But i am curious about pixelation in general, are there artifacts when watching sequences with lots of motion?
None, the picture is flawless! I understand what you mean though, the early plasmas IMO were not very good at all, I thought the picture looked much worse than that of rear projectors. But these problems have been sorted in the newer models, and the Pioneer PDP-433HDE looks amazing!

revenuee
Oct 7, 2003, 09:58 AM
Originally posted by edesignuk
None, the picture is flawless! I understand what you mean though, the early plasmas IMO were not very good at all, I thought the picture looked much worse than that of rear projectors. But these problems have been sorted in the newer models, and the Pioneer PDP-433HDE looks amazing!

Hey thanks a lot.. like i said it has been a while since i've looked into this, so my opinion is jaded but based on old information.....

any good internet sources that i could read up on some information

http://www.plasmatvbuyingguide.com/ seems like a pretty source, but if you have any of your own, it would be appreciated

razorme
Oct 7, 2003, 10:07 AM
I'd wait longer for LCD prices to fall. As I understand it, they are a cleaner picture with a longer life and no burn in. Of course, they are much more expensive, but the prices are falling rapidly...

revenuee
Oct 7, 2003, 10:10 AM
Originally posted by razorme
I'd wait longer for LCD prices to fall. As I understand it, they are a cleaner picture with a longer life and no burn in. Of course, they are much more expensive, but the prices are falling rapidly...

Do the LCD have a TV tuner or will i be required to run a TV signal through a computer and then to the LCD?

EDIT: sorry for the ignorance of the question, but as i mentioned before, i've been out of it for so long that i'm only catching up now

Kid Red
Oct 7, 2003, 10:19 AM
Originally posted by revenuee
Do the LCD have a TV tuner or will i be required to run a TV signal through a computer and then to the LCD?

EDIT: sorry for the ignorance of the question, but as i mentioned before, i've been out of it for so long that i'm only catching up now

Plasmas suffer from burn in and if you watch NSTC then expect a burn in. THeir blacks suck ass and therefore the picture isn't all that. For the best VALUE, Gateway is the way to go. Not the best picture but the price for a plasma can't be beat.

LCos is the tech to watch for, not plasma. Plasma is dead. LCDs will get much better, DLPs RP will improve and LCoS is slated to best them all and should be here shortly.

Plasma is a status product, only cool because it's flat/wall mountable. I've seen some nice screens, but not good enough to justify the price.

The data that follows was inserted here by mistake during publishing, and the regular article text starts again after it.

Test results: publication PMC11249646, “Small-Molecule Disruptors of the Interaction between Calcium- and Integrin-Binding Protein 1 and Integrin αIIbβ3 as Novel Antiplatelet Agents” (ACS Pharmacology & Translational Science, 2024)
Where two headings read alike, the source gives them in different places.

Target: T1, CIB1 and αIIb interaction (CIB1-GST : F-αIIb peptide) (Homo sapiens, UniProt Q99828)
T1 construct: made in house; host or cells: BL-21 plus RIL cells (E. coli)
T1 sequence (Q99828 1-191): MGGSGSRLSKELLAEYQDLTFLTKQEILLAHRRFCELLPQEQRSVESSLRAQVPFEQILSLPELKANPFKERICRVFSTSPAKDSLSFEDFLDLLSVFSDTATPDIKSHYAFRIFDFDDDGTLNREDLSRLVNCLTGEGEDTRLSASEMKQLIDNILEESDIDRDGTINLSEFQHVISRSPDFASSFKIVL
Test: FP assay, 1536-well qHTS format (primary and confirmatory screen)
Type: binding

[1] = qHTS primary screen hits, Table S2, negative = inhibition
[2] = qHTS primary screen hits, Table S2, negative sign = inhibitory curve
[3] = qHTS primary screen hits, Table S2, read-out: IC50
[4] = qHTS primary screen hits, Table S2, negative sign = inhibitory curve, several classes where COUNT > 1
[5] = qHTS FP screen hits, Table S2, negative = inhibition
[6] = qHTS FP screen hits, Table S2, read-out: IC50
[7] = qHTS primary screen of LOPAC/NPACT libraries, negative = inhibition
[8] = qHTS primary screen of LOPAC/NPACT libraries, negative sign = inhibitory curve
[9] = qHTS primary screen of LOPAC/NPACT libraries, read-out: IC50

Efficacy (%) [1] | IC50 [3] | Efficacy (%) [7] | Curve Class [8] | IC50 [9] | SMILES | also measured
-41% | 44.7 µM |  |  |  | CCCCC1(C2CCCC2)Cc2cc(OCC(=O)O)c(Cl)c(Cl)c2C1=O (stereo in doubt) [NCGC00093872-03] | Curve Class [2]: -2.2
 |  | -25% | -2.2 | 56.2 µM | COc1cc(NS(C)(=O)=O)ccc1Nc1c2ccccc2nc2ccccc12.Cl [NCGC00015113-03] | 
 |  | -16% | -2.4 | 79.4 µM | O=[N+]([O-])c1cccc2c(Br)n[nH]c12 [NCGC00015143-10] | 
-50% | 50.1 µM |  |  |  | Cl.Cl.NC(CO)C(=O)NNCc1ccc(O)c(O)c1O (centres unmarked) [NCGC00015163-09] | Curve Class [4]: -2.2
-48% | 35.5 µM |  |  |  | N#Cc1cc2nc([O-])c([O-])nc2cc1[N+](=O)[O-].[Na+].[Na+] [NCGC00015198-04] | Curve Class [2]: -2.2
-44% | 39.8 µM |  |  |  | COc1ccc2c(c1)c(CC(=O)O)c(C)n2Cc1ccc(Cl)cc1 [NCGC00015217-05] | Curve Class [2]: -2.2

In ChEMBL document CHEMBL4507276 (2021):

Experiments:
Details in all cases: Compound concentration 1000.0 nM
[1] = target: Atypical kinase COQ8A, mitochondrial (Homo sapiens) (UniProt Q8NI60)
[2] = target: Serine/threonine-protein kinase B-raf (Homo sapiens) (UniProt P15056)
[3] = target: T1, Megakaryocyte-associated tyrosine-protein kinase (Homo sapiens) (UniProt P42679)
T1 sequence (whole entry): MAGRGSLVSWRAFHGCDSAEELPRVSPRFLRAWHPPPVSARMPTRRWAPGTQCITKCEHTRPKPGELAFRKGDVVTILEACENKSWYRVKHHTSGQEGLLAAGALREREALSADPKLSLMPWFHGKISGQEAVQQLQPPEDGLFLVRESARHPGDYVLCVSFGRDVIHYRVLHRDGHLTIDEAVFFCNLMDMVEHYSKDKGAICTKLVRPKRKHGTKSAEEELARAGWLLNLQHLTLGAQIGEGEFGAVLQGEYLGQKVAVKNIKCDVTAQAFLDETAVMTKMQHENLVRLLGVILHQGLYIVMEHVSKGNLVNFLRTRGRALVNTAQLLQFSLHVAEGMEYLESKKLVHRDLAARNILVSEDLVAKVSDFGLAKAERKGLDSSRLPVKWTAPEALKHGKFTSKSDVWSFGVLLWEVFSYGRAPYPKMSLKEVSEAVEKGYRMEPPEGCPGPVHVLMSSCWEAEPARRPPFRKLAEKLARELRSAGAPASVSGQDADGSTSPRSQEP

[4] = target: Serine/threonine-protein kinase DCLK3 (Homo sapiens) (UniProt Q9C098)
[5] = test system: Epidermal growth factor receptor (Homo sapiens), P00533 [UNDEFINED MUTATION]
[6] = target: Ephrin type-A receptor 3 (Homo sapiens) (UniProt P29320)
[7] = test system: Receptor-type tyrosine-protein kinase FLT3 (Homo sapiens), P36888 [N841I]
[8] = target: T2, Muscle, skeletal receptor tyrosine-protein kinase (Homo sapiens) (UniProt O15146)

edesignuk
Oct 7, 2003, 10:29 AM
Originally posted by Kid Red
Plasmas suffer from burn in and if you watch NSTC then expect a burn in. THeir blacks suck ass and therefore the picture isn't all that. For the best VALUE, Gateway is the way to go. Not the best picture but the price for a plasma can't be beat.
I have NO burn in at all. Black looks black. No comment on the Gateway.
Originally posted by Kid Red
Plasma is a status product, only cool because it's flat/wall mountable. I've seen some nice screens, but not good enough to justify the price.
Plasma is the ultimate TV (for now at least), it's not a 'status product' :rolleyes: They piss all over projectors for general use (ie. not having to make sure there is no light on the screen, not having to sit a mile away from the screen for it to look any good).

xjenkc
Dec 2, 2003, 08:04 PM
I just bought a Plasma (Pioneer) MX-PDP434 or something like that... and it's great. The burn in thing is "real" however, Pioneer have built in a technology that constantly "moves" around the pixels so that burn in does not occur. Also, if a still image is on screen for more than x number of seconds, a screen saver is activated. The exact technical terms for all of this are on the Pioneer web site.

I did a lot of research when I bought this unit, the "life" or operating hours equated to about 15 years of viewing time for me. The 29" Panasonic CRT that I had previously, I owned for 12 years and is still going strong. As far as I am concerned, if I get 15 years out of the plasma screen I will be more than happy..

Yes, you can wait for LCD's to become cheaper and for prices to fall, but is that not the case with absolutely everything you buy. If you wait and wait, you may die before the best and cheapest product in your opinion becomes available, why wait, buy it, enjoy it....:)

revenuee
Dec 2, 2003, 08:10 PM
woah .... almost two months since i posted this thread